Words can be deceptive

Time Lapse

Home has a new address now. We click pictures in rooms that look like suites that can be turned into houses by pulling the curtain a little, my friend teaches me how.


Half of us have passed out, the other half either drinking outside, taking in the Diwali air, or looking for people they wish hadn’t left. Amidst flirting and anxiety attacks and everything in between, we survive.


The house is quiet, except for an occasional laugh from an old anecdote, the familiarity of having spent too much time together seeps in, and stays. We don’t sleep yet.


The guitar is in the right hands, and the night has just started. The room is filled with happy kids singing (almost) sad songs. So, we sing along.


The music doesn’t stop, not even for a minute. I know, this is going to be my happy place for a long, long time. The room is dark, but our hearts are lit with the brightest lights.


Back home, the sun would’ve risen. We read about meteor showers and regret staying in the city, for city skies are too hazy for our eyes to spot anything we want to.


We’re still singing. Drunk voice notes and genuine feelings make an extraordinary combination, beautiful. We’ve sung the same song thrice, and we’re still not bored.


Some of us go back to our beds, some of us have other homes to go back to. The music plays in our heads, we’re still humming. We disperse, wishing the night has gone slower, wishing we’d live longer, the exact same way.

We see sunlight outside our windows, and know it’s going to be a very good morning.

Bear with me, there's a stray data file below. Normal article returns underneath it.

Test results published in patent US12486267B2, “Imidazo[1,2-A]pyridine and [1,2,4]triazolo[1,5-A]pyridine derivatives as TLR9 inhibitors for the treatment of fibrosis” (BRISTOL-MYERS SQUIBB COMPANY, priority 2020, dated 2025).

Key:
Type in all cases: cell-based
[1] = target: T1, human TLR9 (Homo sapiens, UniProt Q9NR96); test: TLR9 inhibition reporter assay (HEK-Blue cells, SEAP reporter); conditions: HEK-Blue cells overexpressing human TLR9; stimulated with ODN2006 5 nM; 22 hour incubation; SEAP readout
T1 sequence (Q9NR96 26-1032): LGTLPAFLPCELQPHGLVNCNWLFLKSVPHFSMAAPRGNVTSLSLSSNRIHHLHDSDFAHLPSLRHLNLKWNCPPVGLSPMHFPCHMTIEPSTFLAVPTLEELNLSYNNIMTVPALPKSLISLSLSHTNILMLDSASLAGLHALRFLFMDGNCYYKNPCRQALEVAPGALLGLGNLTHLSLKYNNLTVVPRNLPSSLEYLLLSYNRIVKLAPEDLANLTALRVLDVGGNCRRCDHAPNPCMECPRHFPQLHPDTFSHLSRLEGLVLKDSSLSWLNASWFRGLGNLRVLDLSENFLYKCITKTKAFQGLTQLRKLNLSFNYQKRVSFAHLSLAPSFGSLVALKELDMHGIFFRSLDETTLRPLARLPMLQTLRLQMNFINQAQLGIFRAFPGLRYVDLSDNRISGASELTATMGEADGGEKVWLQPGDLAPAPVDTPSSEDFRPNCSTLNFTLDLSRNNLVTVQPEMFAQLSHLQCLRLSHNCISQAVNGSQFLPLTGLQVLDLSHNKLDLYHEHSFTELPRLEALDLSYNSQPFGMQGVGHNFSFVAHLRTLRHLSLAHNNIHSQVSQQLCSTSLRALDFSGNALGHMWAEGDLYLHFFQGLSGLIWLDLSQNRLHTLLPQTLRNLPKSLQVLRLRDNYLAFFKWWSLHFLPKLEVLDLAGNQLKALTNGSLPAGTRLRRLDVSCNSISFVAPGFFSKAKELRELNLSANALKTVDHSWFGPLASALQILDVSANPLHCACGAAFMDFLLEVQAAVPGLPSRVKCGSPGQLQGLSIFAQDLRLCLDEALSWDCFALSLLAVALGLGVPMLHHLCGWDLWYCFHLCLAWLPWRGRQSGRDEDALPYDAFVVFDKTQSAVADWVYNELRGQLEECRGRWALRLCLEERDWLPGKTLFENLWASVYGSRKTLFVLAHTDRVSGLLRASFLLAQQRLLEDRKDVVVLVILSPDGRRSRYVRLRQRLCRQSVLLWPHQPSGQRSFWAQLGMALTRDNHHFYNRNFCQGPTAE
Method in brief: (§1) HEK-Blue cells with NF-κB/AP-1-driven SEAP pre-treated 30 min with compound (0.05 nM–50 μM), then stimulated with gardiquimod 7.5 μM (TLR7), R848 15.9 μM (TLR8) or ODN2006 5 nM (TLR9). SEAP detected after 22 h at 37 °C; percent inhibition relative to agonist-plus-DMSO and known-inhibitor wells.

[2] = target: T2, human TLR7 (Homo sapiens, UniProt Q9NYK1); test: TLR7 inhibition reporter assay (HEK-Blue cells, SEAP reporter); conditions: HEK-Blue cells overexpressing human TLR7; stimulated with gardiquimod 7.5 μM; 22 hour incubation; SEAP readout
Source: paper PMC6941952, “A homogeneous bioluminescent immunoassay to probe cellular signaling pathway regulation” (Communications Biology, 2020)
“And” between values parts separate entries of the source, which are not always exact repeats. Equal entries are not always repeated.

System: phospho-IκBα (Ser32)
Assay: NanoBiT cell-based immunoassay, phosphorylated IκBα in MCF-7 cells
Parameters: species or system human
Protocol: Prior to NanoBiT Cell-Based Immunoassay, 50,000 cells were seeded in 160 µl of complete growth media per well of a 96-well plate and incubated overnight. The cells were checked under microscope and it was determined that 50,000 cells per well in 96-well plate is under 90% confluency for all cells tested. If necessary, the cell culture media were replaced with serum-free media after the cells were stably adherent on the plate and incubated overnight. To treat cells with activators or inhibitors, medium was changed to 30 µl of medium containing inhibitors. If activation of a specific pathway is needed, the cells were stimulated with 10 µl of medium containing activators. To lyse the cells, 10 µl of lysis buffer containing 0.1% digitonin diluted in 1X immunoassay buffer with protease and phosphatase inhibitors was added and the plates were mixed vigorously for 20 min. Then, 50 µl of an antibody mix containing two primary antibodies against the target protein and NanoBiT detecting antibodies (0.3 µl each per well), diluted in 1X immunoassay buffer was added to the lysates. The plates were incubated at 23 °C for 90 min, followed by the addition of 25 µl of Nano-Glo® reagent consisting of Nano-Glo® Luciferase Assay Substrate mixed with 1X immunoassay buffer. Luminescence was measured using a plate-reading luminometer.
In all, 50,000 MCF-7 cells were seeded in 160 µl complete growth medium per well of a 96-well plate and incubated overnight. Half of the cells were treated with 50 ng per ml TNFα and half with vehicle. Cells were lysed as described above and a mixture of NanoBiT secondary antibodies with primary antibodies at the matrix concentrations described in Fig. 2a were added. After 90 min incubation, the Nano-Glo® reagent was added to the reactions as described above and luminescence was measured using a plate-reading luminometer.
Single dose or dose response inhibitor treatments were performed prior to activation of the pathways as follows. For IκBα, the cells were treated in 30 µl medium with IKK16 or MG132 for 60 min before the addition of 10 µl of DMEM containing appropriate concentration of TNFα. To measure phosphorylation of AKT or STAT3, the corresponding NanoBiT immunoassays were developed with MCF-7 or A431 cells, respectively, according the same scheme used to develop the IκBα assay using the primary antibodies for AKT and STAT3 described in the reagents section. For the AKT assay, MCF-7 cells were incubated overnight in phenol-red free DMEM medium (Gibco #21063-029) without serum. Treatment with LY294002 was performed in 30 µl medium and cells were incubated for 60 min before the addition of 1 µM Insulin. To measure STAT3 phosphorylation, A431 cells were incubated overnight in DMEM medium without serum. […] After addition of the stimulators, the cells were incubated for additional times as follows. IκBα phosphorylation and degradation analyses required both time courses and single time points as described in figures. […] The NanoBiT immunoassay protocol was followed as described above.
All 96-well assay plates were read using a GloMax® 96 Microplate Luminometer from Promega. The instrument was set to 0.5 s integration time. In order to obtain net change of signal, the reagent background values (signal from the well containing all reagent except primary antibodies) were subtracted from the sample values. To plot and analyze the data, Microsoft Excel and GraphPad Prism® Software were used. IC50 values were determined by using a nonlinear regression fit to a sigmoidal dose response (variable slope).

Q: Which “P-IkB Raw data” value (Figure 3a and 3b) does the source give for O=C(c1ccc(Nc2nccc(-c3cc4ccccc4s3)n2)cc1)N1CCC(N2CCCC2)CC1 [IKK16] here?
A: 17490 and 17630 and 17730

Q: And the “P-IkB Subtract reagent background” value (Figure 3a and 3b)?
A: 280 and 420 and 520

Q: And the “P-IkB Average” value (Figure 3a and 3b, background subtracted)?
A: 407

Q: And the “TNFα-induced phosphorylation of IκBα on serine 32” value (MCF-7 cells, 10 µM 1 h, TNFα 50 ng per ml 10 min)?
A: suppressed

Hashtag Kranti

R for Revolution.
Dissent in the streets, consent under the sheets (?)
This is our kind of Kranti.
The one that’s trending on Twitter?
These beggars are disgusting,
They sleep on pavements.
But we have a beautification project.
So we’ll paint the walls we’ve successfully built in red, blue and yellow.
Definitely yellow.
The city is not my own,
But we’ve left pieces of us in emergency wards of expensive hospitals,
And leftover plates of inexpensive food.
Capitalism will seize the hour,
The day, and all of our time.
But this is our kind of Kranti.
We’ll post videos of university students shouting slogans that no one really understands,
And call the number of views it gets, our Kranti.
We will face our identity crises and blame the ones in power, because now is our time,
Fuck the majority this time.
We will build our temples and mosques on the same pedestal,
And we’ll kill for fun,
But we’ll protest about it over social media,
Because how else do you show your anger,
Your Revolution?
We will build walls, a lot of them,
And we’ll ask for funds to break them,
Because this is my country,
And all countrymen are my brothers and sisters, goddammit.
When it’s 3:17 am and you run out of posts on social media to browse, what do you do?
We casually ruin our fortresses with our tears,
With words like anti-patriarchy,
And call it Kranti.
We’re stuck at traffic signals,
And the hijras, the eunuchs,
They fill the steets up.
We drive them away.
The “I have a kid, please give me money”,
The “I don’t have a limb, please give me money”,
We drive them all away,
Just like we go to clubs on weekends,
To drive our fear of loneliness away.
We seek constant validation,
And call it Kranti.
We write things we don’t believe in,
Post pictures we haven’t clicked,
And snap to poetry we don’t understand.